Why Should Companies Care About Making the Agent Experience Better?


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I recently started exploring the idea that ‘are companies thinking about the agent when offering a great customer experience?’

Perhaps, the ultimate goal of having great customer service to all down to the agent having a great experience.

Customer Service Manager Jennifer Stagner of tops-products.com makes a strong case for equating stellar customer service with happy agents.

While large and small companies are using fewer resources to support high volumes of calls, the quality of the company’s custom support services can go down tremendously because of unhappy agents. To resolve these problems companies must address the root, while also finding alternative solutions to fix the agent’s primary concerns.

Due to limited resources and current budget training cuts, the average customer support agent does not get the proper training when entering into these positions. As result, both new and seasoned agents often suffer in their job positions because of high volumes and low peer support. To compound these problems further, these same agents are faced with calming down irate callers who cannot obtain concrete answers to the questions that they pose. Keeping these operations running properly can be both challenging and stressful to all involved (i.e. customer service management and their employees).

Without a permanent fix to these and other concerns, companies can lose customers and clients. Consequently, losing huge profits, especially from large corporations with big company accounts. Finding a solution to these problems, however, is not impossible because customer support management can implement certain changes to the process. Listed below are two key recommendations for those who are tasked with improving the overall customer operation and making the agents happy.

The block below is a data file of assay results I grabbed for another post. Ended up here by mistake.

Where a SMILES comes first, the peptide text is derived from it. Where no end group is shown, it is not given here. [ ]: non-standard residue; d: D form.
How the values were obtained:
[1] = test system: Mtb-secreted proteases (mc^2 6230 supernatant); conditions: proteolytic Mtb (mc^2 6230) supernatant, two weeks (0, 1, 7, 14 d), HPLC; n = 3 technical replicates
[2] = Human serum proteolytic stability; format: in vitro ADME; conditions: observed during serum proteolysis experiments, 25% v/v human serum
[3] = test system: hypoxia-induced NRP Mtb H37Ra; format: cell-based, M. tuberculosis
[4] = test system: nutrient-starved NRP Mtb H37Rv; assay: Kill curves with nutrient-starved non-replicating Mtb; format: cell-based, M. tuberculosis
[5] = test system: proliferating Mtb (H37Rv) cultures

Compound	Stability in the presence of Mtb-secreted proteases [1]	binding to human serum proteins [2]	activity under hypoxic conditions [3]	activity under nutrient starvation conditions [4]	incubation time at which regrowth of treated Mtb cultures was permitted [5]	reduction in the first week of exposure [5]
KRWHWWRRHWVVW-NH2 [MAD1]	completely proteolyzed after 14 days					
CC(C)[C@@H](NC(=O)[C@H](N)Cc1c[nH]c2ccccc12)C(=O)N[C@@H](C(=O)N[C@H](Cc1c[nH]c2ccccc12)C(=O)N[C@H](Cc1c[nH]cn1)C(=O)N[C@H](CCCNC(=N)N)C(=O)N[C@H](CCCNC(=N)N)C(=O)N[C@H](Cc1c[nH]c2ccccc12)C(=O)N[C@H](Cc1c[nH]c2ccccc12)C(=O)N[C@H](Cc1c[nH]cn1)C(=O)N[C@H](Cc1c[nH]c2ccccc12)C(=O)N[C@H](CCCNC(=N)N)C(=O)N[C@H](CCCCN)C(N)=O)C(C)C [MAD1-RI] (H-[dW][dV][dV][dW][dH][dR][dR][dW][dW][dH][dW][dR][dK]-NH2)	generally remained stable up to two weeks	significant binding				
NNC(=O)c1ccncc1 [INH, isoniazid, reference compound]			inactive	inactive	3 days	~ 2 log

Recommendation #1 – Address the agent’s lack of training concerns.

If a company wants a stellar customer service reputation, they must address the concerns of the people on the frontline (customer support agents who answer external calls from the company’s customers). Without the proper training these agents are being set up for failure, and this is one of the main reasons why the agents are unhappy. One solution for turning these things around is providing new and existing employees with the training that they need. With proactive training (formal or informal), the agent will have the right answers available, and they can respond quickly to the customer’s requests without placing them on hold to complete the research.

Recommendation #2 – Think out of the Proverbial box. With a reduction in staff, agents cannot be expected to answer the same call volumes. Even when they try, there are human limits. Which means, the customer service management can institute ‘think out of the box solutions’ to resolve the problems that exists. For example, some companies are using additional software tools to address the huge call volume as well as their employees’ training concerns.

These software products will give the agent access to a database of call center questions and answers. Therefore, when they receive a question that they do not know the answer to, they can enter in a keyword and several responses will be displayed. (Process is similar to Google search and entering keywords to find data.). By using a secure internal system, the agent can provide pre-researched and valid responses to the caller.

This process is both speedy and accurate for all involved. Which means, the happy agent can also generate happy customers. With this type of system, the management team can also reduce the number of irate calls that they have to address on a regular basis.

Stefanie Amini
Stefanie Amini is the Marketing Director and Specialist in Customer Success at WalkMe, the world's first interactive online guidance system. She is chief writer and editor of I Want It Now (http://ow.ly/gOU3a), a blog for Customer Service Experts. Follow her @StefWalkMe.


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